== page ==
21A short distance east on Dillon Road, the major east west road bisecting the lower end of Desert Hot Springs, is the huge Caliente Springs Resort.  I know folks who love to stay here so we thought we would once again check out the digs and see what we thought.  It certainly is big, and the large three sectioned pool is quite lovely, and under a shady structure to keep it from the glaring heat. 

26There is lovely landscaping and several ponds, a golf course, a huge recreation room with posted entertainment venues and several pages of craft classes and activities. It is beautifully landscaped and seemed quite upscale, at least on the surface.

22Quite the spot.  Most of the sites are very nice versions of park model homes, both for sale and for rent, with a very few RV sections mixed in.  Problem for us, however, is that the RV sections are a long way from the pool, a long way from anything.  I guess that is why most everyone seemed to have a golf cart.  It is a very nice place, but not our kind of place. 

I checked out the four hot tubs and the hottest one smelled strongly of chlorine, and the rest of them were about the temperature of our swimming pool.  Chemicals and chilly.  Not my kind of hot mineral pools.  The biggest drawback, even more than the distance, was the posted hours of open pools from 8am to 10 pm.  Nope, no way.  It really made us appreciate our little park with trees and shrubs between our sites, and our beautiful very warm pools that smell of nothing but pure clean hot spring water.

Whipping back out on Dillon Road, we continued east toward Thousand Palms Highway…actually spelled 1000 Palms on the street sign to keep it short enough to fit I guess.  The Thousand Palms Oasis is in the middle of the Coachella Valley Preserve, operated by the Center for Natural Lands Management in Thousand Palms.

Thousand Palms_166I knew of the hiking trails in the preserve, having hiked the Pushawalla Loop on the eastern side of the preserve a few years ago with Laurie and Odel.  Once again, at the time, our hiking was limited because of Abby, and Mo stayed home while Laurie, and Odel, and I spent a lovely sunny Christmas Eve hiking the trails.

thousand palms hikeToday’s hike.  The blue line is our route, and the red line is the San Andreas fault.

Today the parking lot was almost full when we arrived, it is amazing how many people are out hiking on a weekday.  With the sun shining so brightly, it was magical to slip into the thick darkness of the ancient palms.  Some are as much as 150 years old.  This palm is the only native palm in California. 

Thousand Palms_169We stopped in at the small visitor center to enjoy the displays, including some very detailed information about the San Andreas Fault which runs right through the preserve, and bisects the area in front of the center.  The water that is visible at the surface here, comes from the aquifer beneath that emerges due to cracking and fissuring in the fault.  Thousand Palms Oasis is one of the largest groves of desert fan palms (Washingtonia filifera) in California.Thousand Palms_200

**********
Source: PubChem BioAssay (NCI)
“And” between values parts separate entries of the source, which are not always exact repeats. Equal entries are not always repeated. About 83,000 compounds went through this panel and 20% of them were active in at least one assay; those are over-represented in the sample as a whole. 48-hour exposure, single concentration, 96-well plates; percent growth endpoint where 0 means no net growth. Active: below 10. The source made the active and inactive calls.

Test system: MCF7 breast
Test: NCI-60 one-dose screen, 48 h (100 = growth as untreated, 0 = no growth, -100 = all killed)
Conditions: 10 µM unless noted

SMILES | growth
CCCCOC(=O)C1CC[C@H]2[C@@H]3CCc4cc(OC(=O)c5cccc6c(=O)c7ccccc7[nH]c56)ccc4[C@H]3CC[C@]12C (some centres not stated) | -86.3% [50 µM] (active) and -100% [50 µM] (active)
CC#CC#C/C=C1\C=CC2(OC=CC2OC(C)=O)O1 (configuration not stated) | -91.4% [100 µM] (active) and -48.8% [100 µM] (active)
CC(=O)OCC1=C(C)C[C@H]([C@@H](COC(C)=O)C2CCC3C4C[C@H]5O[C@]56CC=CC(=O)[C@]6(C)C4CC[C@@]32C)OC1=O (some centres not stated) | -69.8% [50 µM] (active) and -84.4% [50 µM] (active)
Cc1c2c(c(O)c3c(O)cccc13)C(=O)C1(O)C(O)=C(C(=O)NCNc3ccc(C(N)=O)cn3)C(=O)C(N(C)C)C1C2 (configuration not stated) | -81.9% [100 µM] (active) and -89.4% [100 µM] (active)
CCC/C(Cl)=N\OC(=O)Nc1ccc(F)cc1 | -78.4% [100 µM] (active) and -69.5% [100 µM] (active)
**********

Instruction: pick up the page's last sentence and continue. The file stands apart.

Thousand Palms_176The trail we chose was a short 2 mile round trip toward McCallum Pond, also formed by a natural earthquake seep.  The trail meanders through the riparian forest, up to the desert wash, where plants that can survive with less water than the fan palms but which need more water than is available in the open desert thrive.

Thousand Palms_191Thousand Palms_208Once we reached McCallum Pond, we decided to take the Moon Country Loop for the return trip, adding another mile or so to our walk.  I was glad I had the GPS with me, however, because we managed to get on a longer section of Moon Country than we planned.  The afternoon was progressing and we were still walking north on a very lunar landscape.  I finally tried to double check our location to discover that we had a long way to go before the turnaround.  Enuf!

Thousand Palms_215We decided to backtrack, and then cross the wash off trail to reach the other returning leg of the Moon Country Trail, a great decision.  The hike was only a bit longer than yesterday, but because of the deep sandy washes where the trail goes, we were much more tired when we finished.  Much of it was like walking on a beach.  Best part of the Moon Country section of the trail, however, was the lack of people.  Most folks seem content to stay on the lower trails near the oases, and we only saw a single man hiking out in the direction we had traveled into Moon Country.

Thousand Palms_218By the time we ended our hike, the murky smog was thinning and was replaced by dark clouds to the west.  We hadn’t bothered with lunch, and had a couple of diet pepsi’s and some fritos in the car. Perfect food after not eating all day!  I know better than to drink pepsi any time after 2pm, which is why I am still sitting here wide awake writing a blog!  Next time I’ll be sure to have a snack bar and an orange and more water in the car.